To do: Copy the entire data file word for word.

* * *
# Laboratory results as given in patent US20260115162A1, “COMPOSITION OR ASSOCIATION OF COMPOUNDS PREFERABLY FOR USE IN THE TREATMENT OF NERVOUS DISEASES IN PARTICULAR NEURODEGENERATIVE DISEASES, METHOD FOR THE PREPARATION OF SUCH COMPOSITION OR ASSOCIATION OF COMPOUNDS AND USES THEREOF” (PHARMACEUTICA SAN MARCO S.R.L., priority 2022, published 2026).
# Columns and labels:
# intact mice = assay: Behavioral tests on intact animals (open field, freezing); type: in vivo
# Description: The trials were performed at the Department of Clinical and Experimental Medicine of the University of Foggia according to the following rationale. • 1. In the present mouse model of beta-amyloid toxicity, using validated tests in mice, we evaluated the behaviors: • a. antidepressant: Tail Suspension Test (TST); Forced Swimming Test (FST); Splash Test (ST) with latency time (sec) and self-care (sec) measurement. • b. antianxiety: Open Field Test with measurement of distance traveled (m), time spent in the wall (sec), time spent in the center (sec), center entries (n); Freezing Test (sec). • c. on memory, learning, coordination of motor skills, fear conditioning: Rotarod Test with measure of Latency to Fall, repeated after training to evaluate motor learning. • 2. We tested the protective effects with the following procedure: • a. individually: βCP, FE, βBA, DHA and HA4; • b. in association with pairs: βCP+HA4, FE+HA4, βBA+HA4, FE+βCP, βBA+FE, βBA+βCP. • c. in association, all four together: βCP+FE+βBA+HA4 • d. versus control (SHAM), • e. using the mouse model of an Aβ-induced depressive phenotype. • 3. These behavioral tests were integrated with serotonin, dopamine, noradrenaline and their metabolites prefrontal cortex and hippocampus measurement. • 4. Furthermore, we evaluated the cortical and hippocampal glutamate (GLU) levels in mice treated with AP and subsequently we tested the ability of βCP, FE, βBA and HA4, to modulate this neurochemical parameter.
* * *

# Laboratory results as given in patent US20260115162A1, “COMPOSITION OR ASSOCIATION OF COMPOUNDS PREFERABLY FOR USE IN THE TREATMENT OF NERVOUS DISEASES IN PARTICULAR NEURODEGENERATIVE DISEASES, METHOD FOR THE PREPARATION OF SUCH COMPOSITION OR ASSOCIATION OF COMPOUNDS AND USES THEREOF” (PHARMACEUTICA SAN MARCO S.R.L., priority 2022, published 2026).
# Columns and labels:
# intact mice = assay: Behavioral tests on intact animals (open field, freezing); type: in vivo
# Description: The trials were performed at the Department of Clinical and Experimental Medicine of the University of Foggia according to the following rationale. • 1. In the present mouse model of beta-amyloid toxicity, using validated tests in mice, we evaluated the behaviors: • a. antidepressant: Tail Suspension Test (TST); Forced Swimming Test (FST); Splash Test (ST) with latency time (sec) and self-care (sec) measurement. • b. antianxiety: Open Field Test with measurement of distance traveled (m), time spent in the wall (sec), time spent in the center (sec), center entries (n); Freezing Test (sec). • c. on memory, learning, coordination of motor skills, fear conditioning: Rotarod Test with measure of Latency to Fall, repeated after training to evaluate motor learning. • 2. We tested the protective effects with the following procedure: • a. individually: βCP, FE, βBA, DHA and HA4; • b. in association with pairs: βCP+HA4, FE+HA4, βBA+HA4, FE+βCP, βBA+FE, βBA+βCP. • c. in association, all four together: βCP+FE+βBA+HA4 • d. versus control (SHAM), • e. using the mouse model of an Aβ-induced depressive phenotype. • 3. These behavioral tests were integrated with serotonin, dopamine, noradrenaline and their metabolites prefrontal cortex and hippocampus measurement. • 4. Furthermore, we evaluated the cortical and hippocampal glutamate (GLU) levels in mice treated with AP and subsequently we tested the ability of βCP, FE, βBA and HA4, to modulate this neurochemical parameter.